Some time last year one of the students mentioned the question of designing figures and presentations for colorblind members of the audience. (With the way academics dress, you’d think there were a lot of them.) I can’t remember what was said about the rules for designing such figures, but I do think about it now and then: “Should I really mix reds and greens in this important figure?”
In that vein, I came across an interesting article about game design for the chromatic-impaired: “Ramblings of a colorblind gamer.”
You know Rockstar Games presents Table Tennis? Is that game any good? Because I wouldn’t know.
Table Tennis relies very heavily on the player’s ability to see the color of the ping pong ball’s trail. If the ball leaves a green streak in the air, it’s got forward spin. If it’s got a yellow streak, it’s got backspin. That’s what it seems like to you, anyway: to me, there is only the blue streak and then three other ball trails of identical color which I cannot, in my wildest dreams, hope to differentiate between. There are very subtle visual cues to differentiate forward spin from backspin, but they don’t give the player the immediate visual feedback a simple color does.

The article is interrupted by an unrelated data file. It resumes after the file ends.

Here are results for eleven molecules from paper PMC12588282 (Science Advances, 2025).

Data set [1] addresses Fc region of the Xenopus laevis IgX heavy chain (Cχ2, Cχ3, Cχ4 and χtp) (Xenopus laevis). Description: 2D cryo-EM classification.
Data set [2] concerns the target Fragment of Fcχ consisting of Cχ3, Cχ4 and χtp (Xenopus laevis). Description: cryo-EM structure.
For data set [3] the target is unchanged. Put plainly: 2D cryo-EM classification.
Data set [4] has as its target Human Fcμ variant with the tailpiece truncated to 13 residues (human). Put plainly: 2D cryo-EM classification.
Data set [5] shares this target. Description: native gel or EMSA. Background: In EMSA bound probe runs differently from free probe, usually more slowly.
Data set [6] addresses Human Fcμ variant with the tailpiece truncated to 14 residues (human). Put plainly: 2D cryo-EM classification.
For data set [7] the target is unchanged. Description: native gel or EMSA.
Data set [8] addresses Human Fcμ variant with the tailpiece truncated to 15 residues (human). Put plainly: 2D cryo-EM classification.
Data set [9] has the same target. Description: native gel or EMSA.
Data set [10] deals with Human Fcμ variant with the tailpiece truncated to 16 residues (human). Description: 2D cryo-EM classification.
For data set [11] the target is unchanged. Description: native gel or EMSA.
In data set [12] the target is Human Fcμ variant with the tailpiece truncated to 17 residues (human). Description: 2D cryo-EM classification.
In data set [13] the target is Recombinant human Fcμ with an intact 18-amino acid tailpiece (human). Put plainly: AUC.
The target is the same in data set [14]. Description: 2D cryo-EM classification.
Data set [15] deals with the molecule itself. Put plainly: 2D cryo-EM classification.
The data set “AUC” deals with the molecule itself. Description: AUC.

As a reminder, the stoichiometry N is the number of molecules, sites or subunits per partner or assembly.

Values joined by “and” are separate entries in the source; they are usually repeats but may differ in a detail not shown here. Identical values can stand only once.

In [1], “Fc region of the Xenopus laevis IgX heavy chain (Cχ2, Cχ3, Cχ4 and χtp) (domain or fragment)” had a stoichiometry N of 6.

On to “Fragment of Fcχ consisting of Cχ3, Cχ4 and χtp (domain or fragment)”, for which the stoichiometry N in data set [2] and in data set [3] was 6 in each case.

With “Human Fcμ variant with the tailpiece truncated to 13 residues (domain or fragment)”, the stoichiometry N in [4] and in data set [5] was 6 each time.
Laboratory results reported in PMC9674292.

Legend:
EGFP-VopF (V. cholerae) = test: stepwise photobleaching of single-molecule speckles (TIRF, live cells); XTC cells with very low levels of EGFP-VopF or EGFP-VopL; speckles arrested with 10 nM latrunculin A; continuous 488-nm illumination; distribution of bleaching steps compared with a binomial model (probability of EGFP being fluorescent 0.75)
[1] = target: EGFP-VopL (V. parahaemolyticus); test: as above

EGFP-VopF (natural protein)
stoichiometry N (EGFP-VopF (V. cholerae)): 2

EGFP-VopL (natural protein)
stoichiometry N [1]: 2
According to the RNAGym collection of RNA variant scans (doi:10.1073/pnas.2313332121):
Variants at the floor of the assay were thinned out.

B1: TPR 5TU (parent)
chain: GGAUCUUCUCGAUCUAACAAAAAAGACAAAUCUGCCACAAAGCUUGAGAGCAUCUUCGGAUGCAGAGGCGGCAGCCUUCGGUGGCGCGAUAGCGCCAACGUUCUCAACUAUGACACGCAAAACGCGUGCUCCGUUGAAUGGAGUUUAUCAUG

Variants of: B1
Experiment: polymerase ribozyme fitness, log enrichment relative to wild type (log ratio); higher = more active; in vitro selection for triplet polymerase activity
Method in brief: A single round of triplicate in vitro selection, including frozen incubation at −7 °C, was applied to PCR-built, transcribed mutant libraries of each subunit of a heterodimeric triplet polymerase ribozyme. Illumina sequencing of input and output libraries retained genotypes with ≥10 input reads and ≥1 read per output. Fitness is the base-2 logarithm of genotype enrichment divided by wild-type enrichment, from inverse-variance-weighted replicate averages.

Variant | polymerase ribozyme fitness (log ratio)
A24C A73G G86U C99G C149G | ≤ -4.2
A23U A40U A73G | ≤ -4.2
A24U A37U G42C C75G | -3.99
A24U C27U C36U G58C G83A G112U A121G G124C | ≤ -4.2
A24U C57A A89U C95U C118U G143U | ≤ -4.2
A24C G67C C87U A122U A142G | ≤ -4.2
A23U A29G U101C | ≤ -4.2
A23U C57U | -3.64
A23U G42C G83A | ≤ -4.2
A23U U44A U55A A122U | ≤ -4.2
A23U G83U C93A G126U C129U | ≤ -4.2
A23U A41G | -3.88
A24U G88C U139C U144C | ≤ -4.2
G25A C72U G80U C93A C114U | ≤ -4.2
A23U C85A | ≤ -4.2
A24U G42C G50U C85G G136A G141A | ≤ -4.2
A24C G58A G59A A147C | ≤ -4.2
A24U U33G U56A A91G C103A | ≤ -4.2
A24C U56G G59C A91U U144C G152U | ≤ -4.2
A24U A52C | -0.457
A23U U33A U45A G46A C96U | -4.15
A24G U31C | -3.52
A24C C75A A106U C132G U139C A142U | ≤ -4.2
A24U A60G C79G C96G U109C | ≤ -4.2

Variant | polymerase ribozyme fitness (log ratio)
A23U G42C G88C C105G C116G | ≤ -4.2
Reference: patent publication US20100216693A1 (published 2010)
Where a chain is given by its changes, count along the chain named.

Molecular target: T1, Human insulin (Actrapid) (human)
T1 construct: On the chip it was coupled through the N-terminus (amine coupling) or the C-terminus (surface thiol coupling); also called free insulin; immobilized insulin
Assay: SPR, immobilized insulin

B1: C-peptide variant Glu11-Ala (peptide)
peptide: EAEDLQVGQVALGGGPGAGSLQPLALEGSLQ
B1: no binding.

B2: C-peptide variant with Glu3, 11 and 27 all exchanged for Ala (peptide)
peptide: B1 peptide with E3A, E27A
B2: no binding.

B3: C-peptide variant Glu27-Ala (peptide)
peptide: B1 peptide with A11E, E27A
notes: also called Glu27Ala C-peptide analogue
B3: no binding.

When I tried to play Table Tennis the first time, I immediately noticed the color-based spin system and, despite my best attempts (in this context, “best attempts” means “continually hitting the downspin button and cursing violently when my shot doesn’t work the way I want it to”), I got my ass handed to me by my non-mutated friends.